The gameplay is a marked improvement in most respects as well. The stealth sections that were criticized in Hourglass have been shortened, and there's no longer any repeated areas to travel through. The combat has been adjusted and refined as well. Everything is controlled with the stylus as before, but the enemies have been redesigned to be more akin to classic 2-D Zelda foes. Most enemies can only be beaten by the use of one of the many tools you'll discover on your journey, and there's no longer any need to wait for a foe to attack so you can get behind them, leading to a faster and more enjoyable experience.

   One of the more unusual aspects of Spirit Tracks is how often it uses the DS's microphone. Magical songs make a reappearance, played on the Spirit Flute, a panpipe that's played by blowing into the microphone while sliding the pipe across the screen. In most cases it works well, but for any song where the notes are not next to each other on the flute, it can be difficult to play. There's also a fan tool discovered early on that makes use of the microphone, though this doesn't have the problems associated with the flute.

   The one aspect of Spirit Tracks that really stands out more than anything is the puzzle design, which is quite possibly the best and most mind-bending in the series. While the controls were refined to a razor's edge in Phantom Hourglass, Spirit Tracks has spent time refining the details. Some of the puzzles require incredibly complicated use of multiple tools in ways that aren't readily apparent. One new mechanic involves manipulating the environment, such as freezing water to create pathways or raising sand to access unreachable areas. Sections of the game also see Princess Zelda inhabiting the bodies of phantoms, allowing for truly mind-bending puzzles requiring both characters acting together.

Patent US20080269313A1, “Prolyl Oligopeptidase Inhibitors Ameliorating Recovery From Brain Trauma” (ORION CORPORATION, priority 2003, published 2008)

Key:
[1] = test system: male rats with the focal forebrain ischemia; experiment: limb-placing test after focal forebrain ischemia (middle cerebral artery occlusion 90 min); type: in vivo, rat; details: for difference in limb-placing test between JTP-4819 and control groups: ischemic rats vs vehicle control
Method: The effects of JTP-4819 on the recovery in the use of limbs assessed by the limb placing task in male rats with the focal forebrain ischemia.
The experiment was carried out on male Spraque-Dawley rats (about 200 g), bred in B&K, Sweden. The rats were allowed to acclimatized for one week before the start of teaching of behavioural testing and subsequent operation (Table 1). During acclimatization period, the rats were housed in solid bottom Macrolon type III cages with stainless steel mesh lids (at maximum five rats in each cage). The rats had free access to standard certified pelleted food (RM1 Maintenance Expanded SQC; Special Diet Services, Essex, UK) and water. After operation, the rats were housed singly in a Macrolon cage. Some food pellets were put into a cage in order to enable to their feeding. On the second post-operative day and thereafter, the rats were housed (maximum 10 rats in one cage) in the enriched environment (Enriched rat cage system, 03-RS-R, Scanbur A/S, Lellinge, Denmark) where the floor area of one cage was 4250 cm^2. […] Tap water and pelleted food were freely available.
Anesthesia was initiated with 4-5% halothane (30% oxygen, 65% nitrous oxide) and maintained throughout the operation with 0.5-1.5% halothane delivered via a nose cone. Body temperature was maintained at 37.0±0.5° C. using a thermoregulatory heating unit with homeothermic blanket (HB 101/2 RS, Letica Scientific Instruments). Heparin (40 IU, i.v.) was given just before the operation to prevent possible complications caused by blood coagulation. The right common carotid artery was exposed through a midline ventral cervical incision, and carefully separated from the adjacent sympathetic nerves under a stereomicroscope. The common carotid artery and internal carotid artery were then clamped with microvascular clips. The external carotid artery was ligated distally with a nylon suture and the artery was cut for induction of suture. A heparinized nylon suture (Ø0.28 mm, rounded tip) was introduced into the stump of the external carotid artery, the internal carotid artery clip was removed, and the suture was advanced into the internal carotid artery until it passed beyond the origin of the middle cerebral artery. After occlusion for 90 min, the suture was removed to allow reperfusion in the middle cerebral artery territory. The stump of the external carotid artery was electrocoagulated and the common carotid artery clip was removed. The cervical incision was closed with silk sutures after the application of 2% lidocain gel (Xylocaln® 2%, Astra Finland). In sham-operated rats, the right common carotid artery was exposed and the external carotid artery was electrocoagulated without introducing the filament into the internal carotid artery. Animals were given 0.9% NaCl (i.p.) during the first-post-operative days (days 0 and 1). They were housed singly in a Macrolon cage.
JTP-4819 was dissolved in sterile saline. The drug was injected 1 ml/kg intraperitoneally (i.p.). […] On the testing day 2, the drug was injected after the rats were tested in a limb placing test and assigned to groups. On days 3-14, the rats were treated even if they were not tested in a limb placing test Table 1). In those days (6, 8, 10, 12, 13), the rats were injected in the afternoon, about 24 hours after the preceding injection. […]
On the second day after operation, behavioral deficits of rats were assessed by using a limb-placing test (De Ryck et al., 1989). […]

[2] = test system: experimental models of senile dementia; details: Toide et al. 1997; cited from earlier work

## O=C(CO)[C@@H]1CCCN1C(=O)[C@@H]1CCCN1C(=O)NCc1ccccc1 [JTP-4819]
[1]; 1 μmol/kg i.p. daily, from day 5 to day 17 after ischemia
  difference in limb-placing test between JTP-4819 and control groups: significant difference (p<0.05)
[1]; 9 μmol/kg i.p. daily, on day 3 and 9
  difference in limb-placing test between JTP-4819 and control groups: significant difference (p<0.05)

Riding a train has never been less fun. Riding a train has never been less fun.

   Not all the changes are positive, unfortunately. While the entire game is a refinement of the formula that Phantom Hourglass created, the new travel system has taken two steps backwards. The "Toon Link" series of Zelda games seems to be cursed with bad travel mechanics, but Phantom Hourglass did manage to significantly improve what was started in Wind Waker. Unfortunately, traveling by train proves to be more irritating than sailing was in the aforementioned GameCube title. Not only does the train move at an infuriatingly slow pace, but the track is also inhabited by invincible demon trains that require creative navigation to avoid, adding more time to the journey.

   Probably the worst part of the travel is how much of it the game requires you to do. Virtually every side quest in the game, along with nearly every short-cut, is unlocked through a series of incredibly tedious delivery requests. Not that the short-cut system is particularly well-thought-out to begin with. Warp portals are scattered across the world, but each portal is a direct, two-way link. You can't select which portal you want to warp to, which makes it rather difficult to make good use of them.

   Aside from the travel issue, Spirit Tracks is, in every way, a better game than Phantom Hourglass. Sadly, the travel gets so frustrating later in the game that it really drags the whole thing down. The whole thing takes just over twenty hours to complete, and although the combat in the game isn't particularly challenging, the puzzles could very well find you banging your head against a wall. Whether or not the game is worth playing will depend entirely on your tolerance for slow train rides.